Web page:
“I’ve just started a new fitness program. Should I take a protein shake or meal replacement?” It’s an inevitable question that has been asked by nearly every person who is looking for nutrition coaching or advice.
Of course, protein is the building block of lean muscle. Most websites and trainers will tell you that you need to ensure you’re eating enough protein. However, protein does not directly aid in weight loss, and protein may require additional supplements to gain its full benefits.
Protein consumption for Americans is reaching an all-time high. This may be due to the increased popularity of low carbohydrate diets. It’s estimated that 97% of Americans get at least the recommended amount of protein, but under 3% are getting enough fiber.1 One factor that may be contributing to this imbalance is the fact that protein rich foods are a common part of the American diet. Foods such as eggs, chicken, beef, beans or milk are commonly seen in the typical kitchen. Foods containing high amounts of fiber, on the other hand, are less common. The bottom line? You’re probably getting more than enough protein and not getting enough fiber.
There are two types of fiber, and they are both correlated with how they interact in water. Soluble fiber dissolves in water, while insoluble fiber does not. The reactions to these two types of fiber in your body are completely opposite. When soluble fiber enters our body, it slows down our digestion. You don’t just feel fuller longer, you actually are fuller longer. Insoluble fiber, on the other hand, does not dissolve in water. It remains intact in our digestive system and speeds up the digestive process.
Fiber is generally associated with promoting regular bowel movements, but to leave it there, you would be selling yourself short. Yes, fiber promotes regularity, but there is so much more. As fiber passes through your body, it absorbs fat. Whether you are looking to gain lean mass or lose weight, your goal is to lower body fat. As soluble fiber makes its way through your digestive system, it latches on to bile acids that your gallbladder makes to breakdown fat. When you excrete the fiber attached to the bile acids, you are lowering your body’s content of bile acid. The lower the bile acid, the lower amount of fat you absorb.2 While you want to maximize your absorption of valuable vitamins and nutrients, fat is not one of them.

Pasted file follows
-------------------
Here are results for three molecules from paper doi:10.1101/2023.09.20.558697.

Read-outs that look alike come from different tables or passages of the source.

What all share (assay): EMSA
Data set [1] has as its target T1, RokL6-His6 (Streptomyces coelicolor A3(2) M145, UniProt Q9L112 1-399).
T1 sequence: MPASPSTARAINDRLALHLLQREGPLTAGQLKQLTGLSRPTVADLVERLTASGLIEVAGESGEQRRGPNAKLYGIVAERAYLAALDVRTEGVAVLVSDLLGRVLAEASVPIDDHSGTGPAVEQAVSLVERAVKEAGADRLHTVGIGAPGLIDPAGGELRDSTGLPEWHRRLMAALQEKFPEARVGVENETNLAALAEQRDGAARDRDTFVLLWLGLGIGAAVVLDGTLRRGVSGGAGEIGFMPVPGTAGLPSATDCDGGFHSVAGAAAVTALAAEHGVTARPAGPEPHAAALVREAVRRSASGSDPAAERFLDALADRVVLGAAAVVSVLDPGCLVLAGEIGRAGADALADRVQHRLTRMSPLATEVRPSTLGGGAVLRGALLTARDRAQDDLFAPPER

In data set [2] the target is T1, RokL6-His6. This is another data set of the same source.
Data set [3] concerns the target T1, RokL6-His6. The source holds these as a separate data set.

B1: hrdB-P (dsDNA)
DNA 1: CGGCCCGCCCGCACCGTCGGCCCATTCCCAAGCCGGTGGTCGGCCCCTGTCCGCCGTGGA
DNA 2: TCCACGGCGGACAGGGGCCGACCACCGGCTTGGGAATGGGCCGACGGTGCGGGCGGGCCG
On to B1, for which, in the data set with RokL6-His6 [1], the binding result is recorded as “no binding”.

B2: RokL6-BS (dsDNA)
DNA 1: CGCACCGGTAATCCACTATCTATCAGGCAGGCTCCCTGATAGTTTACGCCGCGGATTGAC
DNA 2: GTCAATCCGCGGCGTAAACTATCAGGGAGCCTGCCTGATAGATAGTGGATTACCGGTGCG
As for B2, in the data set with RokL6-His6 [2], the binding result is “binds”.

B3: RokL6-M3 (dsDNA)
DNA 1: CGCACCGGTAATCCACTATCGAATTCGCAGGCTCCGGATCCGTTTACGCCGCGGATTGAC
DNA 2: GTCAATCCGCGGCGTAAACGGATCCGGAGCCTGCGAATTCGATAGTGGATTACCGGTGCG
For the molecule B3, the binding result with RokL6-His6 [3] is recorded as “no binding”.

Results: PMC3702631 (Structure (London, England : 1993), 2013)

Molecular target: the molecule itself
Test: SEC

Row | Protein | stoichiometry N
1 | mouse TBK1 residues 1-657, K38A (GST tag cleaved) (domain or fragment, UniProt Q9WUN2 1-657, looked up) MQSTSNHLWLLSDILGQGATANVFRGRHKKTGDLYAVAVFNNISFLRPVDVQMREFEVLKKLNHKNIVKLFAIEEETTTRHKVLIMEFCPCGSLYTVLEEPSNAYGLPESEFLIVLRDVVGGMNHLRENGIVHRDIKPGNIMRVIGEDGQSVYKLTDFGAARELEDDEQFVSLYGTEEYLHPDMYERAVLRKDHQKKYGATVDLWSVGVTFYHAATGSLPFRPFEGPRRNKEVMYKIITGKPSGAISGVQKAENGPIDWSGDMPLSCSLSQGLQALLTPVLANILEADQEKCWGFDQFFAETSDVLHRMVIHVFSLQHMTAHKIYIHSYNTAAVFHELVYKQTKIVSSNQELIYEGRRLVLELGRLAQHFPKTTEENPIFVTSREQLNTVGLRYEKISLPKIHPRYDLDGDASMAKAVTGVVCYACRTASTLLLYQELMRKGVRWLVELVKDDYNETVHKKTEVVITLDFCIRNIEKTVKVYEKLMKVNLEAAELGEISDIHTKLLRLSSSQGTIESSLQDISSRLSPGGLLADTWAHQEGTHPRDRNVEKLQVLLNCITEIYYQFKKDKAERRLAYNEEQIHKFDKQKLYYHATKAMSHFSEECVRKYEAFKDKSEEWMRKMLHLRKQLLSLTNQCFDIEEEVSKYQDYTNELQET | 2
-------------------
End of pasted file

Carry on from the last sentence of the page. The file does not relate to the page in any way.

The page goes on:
Fiber benefits are not limited to bile acid extraction exclusively. It actually works like a natural detox. Soluble fiber “soaks up potentially harmful compounds, excess estrogen and unhealthy fats, before they can be absorbed by the body,” while insoluble fiber “makes things move along more quickly,” therefore “limiting the amount of time chemicals like BPA, mercury and pesticides stay in your system.” 3
Whether soluble or insoluble, fiber is soaking up things that our body doesn’t want or need. The removal of anything from hormones to pesticides (consumed knowingly or unknowingly) can be assisted by adding fiber to your diet. This can contribute to losing unnecessary weight and boosting overall wellness.
A new set of supplements are popping up all over health stores across America called Prebiotics. Prebiotics are essentially a new name to the proven product, fiber.
Meal replacements and psyllium husk add fiber. Lentils, beans, artichokes, avocados and whole wheat pasta are also great sources of fiber. Adding a blend of flax and chia seed to morning yogurt can boost your fiber intake.
Benefits of Fiber in a Fitness Program